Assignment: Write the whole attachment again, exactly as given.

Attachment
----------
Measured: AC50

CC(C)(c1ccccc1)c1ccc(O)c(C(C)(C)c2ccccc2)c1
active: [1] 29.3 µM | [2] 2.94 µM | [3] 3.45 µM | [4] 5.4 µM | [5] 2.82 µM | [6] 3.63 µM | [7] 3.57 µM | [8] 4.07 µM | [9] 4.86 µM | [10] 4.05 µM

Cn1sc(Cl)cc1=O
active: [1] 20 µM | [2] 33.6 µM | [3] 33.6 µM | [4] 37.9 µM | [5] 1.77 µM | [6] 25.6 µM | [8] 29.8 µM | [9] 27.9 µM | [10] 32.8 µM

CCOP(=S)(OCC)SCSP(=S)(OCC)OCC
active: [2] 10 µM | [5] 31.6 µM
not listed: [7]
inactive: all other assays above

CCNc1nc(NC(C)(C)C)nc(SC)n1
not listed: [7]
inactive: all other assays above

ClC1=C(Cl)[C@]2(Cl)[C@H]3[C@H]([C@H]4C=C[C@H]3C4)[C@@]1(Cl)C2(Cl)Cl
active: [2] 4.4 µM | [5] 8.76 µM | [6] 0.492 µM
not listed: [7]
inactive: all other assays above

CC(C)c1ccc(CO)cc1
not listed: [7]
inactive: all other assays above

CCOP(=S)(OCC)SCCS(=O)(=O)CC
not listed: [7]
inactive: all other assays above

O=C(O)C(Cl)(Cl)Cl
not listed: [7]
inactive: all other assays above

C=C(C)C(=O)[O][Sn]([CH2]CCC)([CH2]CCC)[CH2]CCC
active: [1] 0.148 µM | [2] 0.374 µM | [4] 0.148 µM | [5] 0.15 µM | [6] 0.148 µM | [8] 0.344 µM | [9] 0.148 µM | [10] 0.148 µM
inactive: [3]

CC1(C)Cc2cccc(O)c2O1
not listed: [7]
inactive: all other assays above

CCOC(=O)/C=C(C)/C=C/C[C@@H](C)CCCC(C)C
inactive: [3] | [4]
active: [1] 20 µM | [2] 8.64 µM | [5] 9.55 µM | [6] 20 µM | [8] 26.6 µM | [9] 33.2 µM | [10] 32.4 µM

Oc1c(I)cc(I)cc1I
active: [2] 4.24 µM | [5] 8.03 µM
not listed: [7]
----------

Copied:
Measured: AC50

CC(C)(c1ccccc1)c1ccc(O)c(C(C)(C)c2ccccc2)c1
active: [1] 29.3 µM | [2] 2.94 µM | [3] 3.45 µM | [4] 5.4 µM | [5] 2.82 µM | [6] 3.63 µM | [7] 3.57 µM | [8] 4.07 µM | [9] 4.86 µM | [10] 4.05 µM

Cn1sc(Cl)cc1=O
active: [1] 20 µM | [2] 33.6 µM | [3] 33.6 µM | [4] 37.9 µM | [5] 1.77 µM | [6] 25.6 µM | [8] 29.8 µM | [9] 27.9 µM | [10] 32.8 µM

CCOP(=S)(OCC)SCSP(=S)(OCC)OCC
active: [2] 10 µM | [5] 31.6 µM
not listed: [7]
inactive: all other assays above

CCNc1nc(NC(C)(C)C)nc(SC)n1
not listed: [7]
inactive: all other assays above

ClC1=C(Cl)[C@]2(Cl)[C@H]3[C@H]([C@H]4C=C[C@H]3C4)[C@@]1(Cl)C2(Cl)Cl
active: [2] 4.4 µM | [5] 8.76 µM | [6] 0.492 µM
not listed: [7]
inactive: all other assays above

CC(C)c1ccc(CO)cc1
not listed: [7]
inactive: all other assays above

CCOP(=S)(OCC)SCCS(=O)(=O)CC
not listed: [7]
inactive: all other assays above

O=C(O)C(Cl)(Cl)Cl
not listed: [7]
inactive: all other assays above

C=C(C)C(=O)[O][Sn]([CH2]CCC)([CH2]CCC)[CH2]CCC
active: [1] 0.148 µM | [2] 0.374 µM | [4] 0.148 µM | [5] 0.15 µM | [6] 0.148 µM | [8] 0.344 µM | [9] 0.148 µM | [10] 0.148 µM
inactive: [3]

CC1(C)Cc2cccc(O)c2O1
not listed: [7]
inactive: all other assays above

CCOC(=O)/C=C(C)/C=C/C[C@@H](C)CCCC(C)C
inactive: [3] | [4]
active: [1] 20 µM | [2] 8.64 µM | [5] 9.55 µM | [6] 20 µM | [8] 26.6 µM | [9] 33.2 µM | [10] 32.4 µM

Oc1c(I)cc(I)cc1I
active: [2] 4.24 µM | [5] 8.03 µM
not listed: [7]